The world has a lot to say about parenting nowadays. From Dr. Spock to Dr. Phil, from the Super Nanny to our own families, a plethora of experts scold us with a never-ending barrage of advice--most of it conflicting. The newspapers and magazines scream at us about the needs of children and the latest unbiased study, while the publishing companies profit from the confusion by churning out numerous books on parenting every year. Slick ad campaigns report that parents need only buy the latest educational toy, or enroll their innocents in the newest educational program to guarantee academic success and future happiness for their children.

Meanwhile, parents are stressed and confused. According to CBS News, 54% of parents with 2-5 year olds admit to feeling worried about their children’s academic progress, and more than 90% think that starting early is the key to success. Parents are enrolling toddlers into rigorous academic tutorial programs in record numbers, and routinely over-schedule their youngsters with play-dates, lessons, sports, and classes, all in hopes of giving their children some sort of advantage.

Whatever happened to childhood?

Homeschoolers are not immune to these phenomena, either. We see what is going on around us, and often feel the need to compete with our neighbors--no matter how hard we try not to. Many of us feel pressured to prove ourselves to our own extended families, as well. To make things worse, the push for early learning has now trickled all the way down to the curriculum suppliers; some are now providing academically based curriculum for children as young as two years of age. The result of all this? Parents who wonder, What is best for my child? Am I doing enough? What does my preschooler really need?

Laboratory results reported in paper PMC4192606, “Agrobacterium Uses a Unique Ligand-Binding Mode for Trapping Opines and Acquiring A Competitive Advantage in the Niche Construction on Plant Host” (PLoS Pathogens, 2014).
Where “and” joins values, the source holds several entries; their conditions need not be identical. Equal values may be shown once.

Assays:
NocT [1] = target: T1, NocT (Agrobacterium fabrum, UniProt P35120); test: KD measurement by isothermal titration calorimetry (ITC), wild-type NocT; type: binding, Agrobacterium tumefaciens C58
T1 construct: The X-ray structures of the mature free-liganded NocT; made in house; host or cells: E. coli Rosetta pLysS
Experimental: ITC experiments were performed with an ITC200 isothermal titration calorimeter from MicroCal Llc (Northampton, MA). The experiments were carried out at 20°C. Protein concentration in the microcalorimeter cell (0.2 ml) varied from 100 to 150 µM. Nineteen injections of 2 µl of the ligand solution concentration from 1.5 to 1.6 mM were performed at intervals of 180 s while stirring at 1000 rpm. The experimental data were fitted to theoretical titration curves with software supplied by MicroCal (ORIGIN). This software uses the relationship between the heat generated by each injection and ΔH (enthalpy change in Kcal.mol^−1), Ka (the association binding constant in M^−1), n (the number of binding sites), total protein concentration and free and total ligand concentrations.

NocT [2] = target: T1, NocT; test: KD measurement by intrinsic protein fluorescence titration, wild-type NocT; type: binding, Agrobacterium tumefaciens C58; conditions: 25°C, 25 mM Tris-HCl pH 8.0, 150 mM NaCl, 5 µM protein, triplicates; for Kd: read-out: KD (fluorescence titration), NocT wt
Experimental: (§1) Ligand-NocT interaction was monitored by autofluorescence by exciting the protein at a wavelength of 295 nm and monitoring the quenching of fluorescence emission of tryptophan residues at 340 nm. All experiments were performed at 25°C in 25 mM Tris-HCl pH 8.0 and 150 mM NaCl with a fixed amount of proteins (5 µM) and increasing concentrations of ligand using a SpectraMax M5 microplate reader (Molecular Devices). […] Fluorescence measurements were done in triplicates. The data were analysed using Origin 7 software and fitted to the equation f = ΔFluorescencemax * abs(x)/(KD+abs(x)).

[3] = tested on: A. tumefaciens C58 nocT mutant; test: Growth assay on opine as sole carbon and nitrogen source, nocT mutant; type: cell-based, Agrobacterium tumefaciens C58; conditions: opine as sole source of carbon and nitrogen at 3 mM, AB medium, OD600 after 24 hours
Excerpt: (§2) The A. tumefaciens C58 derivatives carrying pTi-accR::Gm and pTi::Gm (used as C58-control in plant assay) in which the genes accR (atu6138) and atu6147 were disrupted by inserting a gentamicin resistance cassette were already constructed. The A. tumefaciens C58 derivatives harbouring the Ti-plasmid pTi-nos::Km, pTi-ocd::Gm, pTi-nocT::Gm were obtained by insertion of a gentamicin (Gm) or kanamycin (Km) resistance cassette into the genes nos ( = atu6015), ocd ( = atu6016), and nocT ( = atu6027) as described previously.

My answer: Preschoolers need what they have always needed. Preschoolers haven’t changed. Preschoolers need their parents.

Everything your preschooler needs to know can be taught simply through good parenting. Now, what I mean by good parenting, is warmly responsive, loving and consistent care, balanced with discipline (Moore’s Home Grown Kids).

The simplest definition of good parenting I’ve ever heard is from Anne Ortland, who says, "Good parenting is simply becoming what you should be--and then staying close enough to your children that it will rub off." She challenges us further by asking, "What will you become, so that your children will do great things for God?"

Mrs. Ortland’s quotes neatly summarize what the Bible says about discipling our children. Proverbs 23:26 says, "My son, give me thine heart, and let thine eyes observe my ways." Luke 6:40 says, "The disciple [we could insert student, or child here] is not above his master [parents]; but every one that is perfect shall be as his master."

I believe this is the greatest challenge facing Christian parents today; becoming what we should be and setting a proper example for our children. I’ve heard it said that when our children are misbehaving, we should always look to ourselves first--because our children are like a mirror, reflecting with their behaviors all we do and say. Good parenting is just as much about controlling ourselves as it is controlling our children--remembering that as much is caught as is taught.

Besides becoming who we should be, and discipling our children, there are specific things good parents can do to help their young children learn and mature:

Remember what your children need most--YOU. More than the newest learning toy or curriculum you could buy, your children need both quality and quantity time with you. Preschoolers spell love T-I-M-E.

Provide for your children’s emotional needs by allowing your children to become closely attached to you. These attachments are normal and healthy for young children. In fact, children who are strongly attached to their parents grow up to be confident, independent, and emotionally stable.